The co-conspirators were part of a loose-knit conspiracy of individuals from Craiova, Romania, and neighboring areas that shared files, tools, and stolen information obtained through phishing. The co-conspirators used and shared a number of collector accounts, which contained thousands of e-mail messages that contained credit or debit card numbers, expiration dates, CVV codes, PIN numbers, and other personal identification information such as names, addresses, telephone numbers, dates of birth, and Social Security numbers. The co-conspirators then used the personal and financial information to access bank accounts and lines of credit and to withdraw funds without authorization, often from ATMs in Romania.

The evidence showed that Boceanu exchanged with a co-conspirator e-mails containing numerous credit card numbers that had been obtained through the scheme, and trial testimony revealed that Boceanu received from another co-conspirator credit card numbers, account usernames and passwords, and other identifying information of numerous victims. Boceanu also purchased a machine used to encode stolen account information on magnetic strips on credit and debit cards.

In addition to People’s Bank, financial institutions and companies targeted by the defendants included Citibank, Capital One, Bank of America, JPMorgan Chase & Co., Comerica Bank, Regions Bank, LaSalle Bank, U.S. Bank, Wells Fargo & Co., eBay, and PayPal.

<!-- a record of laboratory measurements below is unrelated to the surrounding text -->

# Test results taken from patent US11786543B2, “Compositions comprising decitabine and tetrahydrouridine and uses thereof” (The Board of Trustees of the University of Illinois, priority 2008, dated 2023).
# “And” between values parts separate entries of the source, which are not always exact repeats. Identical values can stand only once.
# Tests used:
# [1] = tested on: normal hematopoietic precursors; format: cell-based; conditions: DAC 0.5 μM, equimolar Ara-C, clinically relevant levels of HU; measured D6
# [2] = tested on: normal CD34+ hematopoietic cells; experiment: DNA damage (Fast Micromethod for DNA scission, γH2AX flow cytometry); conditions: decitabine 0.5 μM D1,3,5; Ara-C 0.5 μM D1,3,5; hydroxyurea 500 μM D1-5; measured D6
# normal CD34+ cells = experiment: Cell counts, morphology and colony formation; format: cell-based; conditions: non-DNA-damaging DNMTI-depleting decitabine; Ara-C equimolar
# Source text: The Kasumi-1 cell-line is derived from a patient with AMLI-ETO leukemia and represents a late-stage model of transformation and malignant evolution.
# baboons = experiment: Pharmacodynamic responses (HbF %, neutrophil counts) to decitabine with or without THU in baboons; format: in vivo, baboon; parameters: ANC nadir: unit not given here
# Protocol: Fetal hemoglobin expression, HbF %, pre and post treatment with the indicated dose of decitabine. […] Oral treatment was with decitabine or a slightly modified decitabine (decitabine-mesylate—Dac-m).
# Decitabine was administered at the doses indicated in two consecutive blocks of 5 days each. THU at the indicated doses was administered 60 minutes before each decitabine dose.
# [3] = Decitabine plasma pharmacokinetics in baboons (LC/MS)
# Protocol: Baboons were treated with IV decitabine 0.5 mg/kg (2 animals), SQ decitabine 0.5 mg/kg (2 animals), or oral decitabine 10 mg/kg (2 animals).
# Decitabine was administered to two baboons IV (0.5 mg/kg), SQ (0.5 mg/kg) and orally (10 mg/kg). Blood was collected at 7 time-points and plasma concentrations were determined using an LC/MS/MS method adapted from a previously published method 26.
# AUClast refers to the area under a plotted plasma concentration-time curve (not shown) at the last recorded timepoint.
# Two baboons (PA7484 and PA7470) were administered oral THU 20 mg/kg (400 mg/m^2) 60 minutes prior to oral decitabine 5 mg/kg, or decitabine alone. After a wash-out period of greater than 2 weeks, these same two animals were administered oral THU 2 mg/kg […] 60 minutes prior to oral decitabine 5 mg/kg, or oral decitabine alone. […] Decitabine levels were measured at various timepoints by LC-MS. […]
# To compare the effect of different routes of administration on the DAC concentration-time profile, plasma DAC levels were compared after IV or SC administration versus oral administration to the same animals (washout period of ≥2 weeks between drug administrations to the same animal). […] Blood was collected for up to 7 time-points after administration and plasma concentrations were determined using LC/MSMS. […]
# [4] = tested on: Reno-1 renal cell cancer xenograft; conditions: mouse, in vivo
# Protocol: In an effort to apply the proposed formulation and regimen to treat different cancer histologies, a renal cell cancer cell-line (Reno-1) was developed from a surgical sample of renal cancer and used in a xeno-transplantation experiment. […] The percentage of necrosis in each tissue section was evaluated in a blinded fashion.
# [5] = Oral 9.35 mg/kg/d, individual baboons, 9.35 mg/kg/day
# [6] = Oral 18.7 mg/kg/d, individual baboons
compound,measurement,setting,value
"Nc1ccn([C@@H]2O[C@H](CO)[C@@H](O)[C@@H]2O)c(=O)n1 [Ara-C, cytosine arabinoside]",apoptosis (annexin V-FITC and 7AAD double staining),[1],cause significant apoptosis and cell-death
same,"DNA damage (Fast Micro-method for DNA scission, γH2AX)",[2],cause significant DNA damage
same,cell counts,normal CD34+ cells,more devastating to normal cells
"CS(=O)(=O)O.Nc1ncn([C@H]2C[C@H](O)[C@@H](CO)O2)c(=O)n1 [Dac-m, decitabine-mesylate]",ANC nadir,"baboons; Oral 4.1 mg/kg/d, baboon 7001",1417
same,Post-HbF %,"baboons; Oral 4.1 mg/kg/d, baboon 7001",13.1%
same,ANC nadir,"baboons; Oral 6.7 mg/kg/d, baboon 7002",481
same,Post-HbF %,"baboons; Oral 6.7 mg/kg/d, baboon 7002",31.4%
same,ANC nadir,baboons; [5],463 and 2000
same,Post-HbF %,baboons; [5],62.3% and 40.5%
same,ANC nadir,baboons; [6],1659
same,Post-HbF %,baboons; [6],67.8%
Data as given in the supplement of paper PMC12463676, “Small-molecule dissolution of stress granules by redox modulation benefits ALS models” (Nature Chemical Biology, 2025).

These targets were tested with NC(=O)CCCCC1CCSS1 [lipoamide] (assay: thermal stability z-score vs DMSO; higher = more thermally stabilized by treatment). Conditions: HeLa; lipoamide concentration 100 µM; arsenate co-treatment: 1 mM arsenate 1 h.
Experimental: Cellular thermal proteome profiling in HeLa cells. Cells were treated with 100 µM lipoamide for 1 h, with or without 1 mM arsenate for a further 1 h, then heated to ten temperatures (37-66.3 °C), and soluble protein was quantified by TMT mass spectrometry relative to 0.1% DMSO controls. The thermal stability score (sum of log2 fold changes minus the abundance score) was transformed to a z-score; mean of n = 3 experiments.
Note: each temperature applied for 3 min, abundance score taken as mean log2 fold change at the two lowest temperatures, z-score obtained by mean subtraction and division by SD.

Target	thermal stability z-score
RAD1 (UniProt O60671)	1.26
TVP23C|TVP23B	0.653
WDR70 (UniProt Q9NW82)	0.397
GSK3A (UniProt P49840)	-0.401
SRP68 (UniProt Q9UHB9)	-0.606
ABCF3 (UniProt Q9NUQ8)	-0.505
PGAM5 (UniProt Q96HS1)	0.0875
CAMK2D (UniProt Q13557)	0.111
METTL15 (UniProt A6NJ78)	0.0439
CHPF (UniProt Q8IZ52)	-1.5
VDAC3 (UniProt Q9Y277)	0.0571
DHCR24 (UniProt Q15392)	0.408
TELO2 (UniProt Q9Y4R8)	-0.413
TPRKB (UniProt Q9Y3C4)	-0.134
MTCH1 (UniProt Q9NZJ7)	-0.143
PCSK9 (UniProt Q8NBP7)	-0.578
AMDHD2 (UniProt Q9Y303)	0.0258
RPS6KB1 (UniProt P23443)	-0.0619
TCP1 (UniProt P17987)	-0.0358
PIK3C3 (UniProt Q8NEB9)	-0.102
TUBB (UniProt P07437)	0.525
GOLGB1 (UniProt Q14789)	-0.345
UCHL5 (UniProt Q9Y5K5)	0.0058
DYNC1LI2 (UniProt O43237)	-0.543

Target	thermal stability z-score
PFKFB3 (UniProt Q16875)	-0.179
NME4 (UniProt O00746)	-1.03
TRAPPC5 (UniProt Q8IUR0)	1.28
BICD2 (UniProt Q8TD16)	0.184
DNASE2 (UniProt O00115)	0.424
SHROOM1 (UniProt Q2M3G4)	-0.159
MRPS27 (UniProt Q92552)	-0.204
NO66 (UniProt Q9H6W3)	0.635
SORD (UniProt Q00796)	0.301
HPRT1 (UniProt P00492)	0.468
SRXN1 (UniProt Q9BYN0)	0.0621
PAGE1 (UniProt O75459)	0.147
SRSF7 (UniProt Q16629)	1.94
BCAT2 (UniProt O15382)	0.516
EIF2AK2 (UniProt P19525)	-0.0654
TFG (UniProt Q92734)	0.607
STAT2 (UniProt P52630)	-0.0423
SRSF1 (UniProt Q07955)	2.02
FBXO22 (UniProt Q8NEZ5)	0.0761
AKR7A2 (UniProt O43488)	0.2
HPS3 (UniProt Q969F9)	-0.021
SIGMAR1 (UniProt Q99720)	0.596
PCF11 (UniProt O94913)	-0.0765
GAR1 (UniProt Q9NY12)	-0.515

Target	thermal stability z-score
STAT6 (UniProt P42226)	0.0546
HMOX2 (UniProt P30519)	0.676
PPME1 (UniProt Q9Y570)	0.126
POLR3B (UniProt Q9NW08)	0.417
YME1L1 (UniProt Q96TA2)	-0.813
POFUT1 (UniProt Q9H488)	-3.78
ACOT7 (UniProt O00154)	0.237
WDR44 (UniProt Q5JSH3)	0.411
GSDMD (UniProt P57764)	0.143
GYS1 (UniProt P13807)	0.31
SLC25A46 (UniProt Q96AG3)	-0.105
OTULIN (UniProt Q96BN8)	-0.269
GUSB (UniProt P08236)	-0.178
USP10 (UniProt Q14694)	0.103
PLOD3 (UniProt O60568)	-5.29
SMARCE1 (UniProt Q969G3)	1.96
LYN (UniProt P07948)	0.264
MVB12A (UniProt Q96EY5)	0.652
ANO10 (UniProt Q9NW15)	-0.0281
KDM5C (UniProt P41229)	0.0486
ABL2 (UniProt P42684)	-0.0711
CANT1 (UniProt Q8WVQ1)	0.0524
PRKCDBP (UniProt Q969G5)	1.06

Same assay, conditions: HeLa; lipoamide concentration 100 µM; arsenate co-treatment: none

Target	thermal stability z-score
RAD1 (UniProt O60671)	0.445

This seven-year investigation has resulted in criminal charges against 19 Romanian citizens. On January 18, 2007, a grand jury in New Haven returned an indictment charging seven defendants with various offenses stemming from this scheme. On November 10, 2010, a grand jury returned a second superseding indictment charging an additional 12 defendants.

The first three defendants to face charges were extradited from Bulgaria, Croatia, and Canada. Following the ratification in 2010 of an amended treaty on mutual legal assistance between Romania and the United States, the following seven defendants were extradited from Romania: Bogdan Boceanu, Bogdan-Mircea Stoica, Dragos Razvan Davidescu, Laurentiu Cristian Busca, Gabriel Sain, Dragos Nicolae Draghici, and Andrei Bolovan.

Andrei Bolovan, who was extradited in December 2010, was the first Romanian national extradited from Romania to the United States under the amended treaty.

The jury found Boceanu guilty of one count of conspiracy to commit bank fraud and one count of conspiracy to commit fraud in connection with access devices. When he is sentenced, Boceanu faces a maximum term of 35 years in prison.

Each of the other nine extradited defendants has pleaded guilty. Nine defendants are still being sought.

This matter is being investigated by the FBI in New Haven, Connecticut.

U.S. Attorney Fein and Special Agent in Charge Mertz also acknowledged the critical assistance provided by the U.S. Department of Justice Office of International Affairs, the FBI Legal Attaché in Bucharest, Interpol, the Romanian National Police, and the United States Marshals Service.

The case is being prosecuted by Assistant U.S. Attorneys Edward Chang and Sarala Nagala.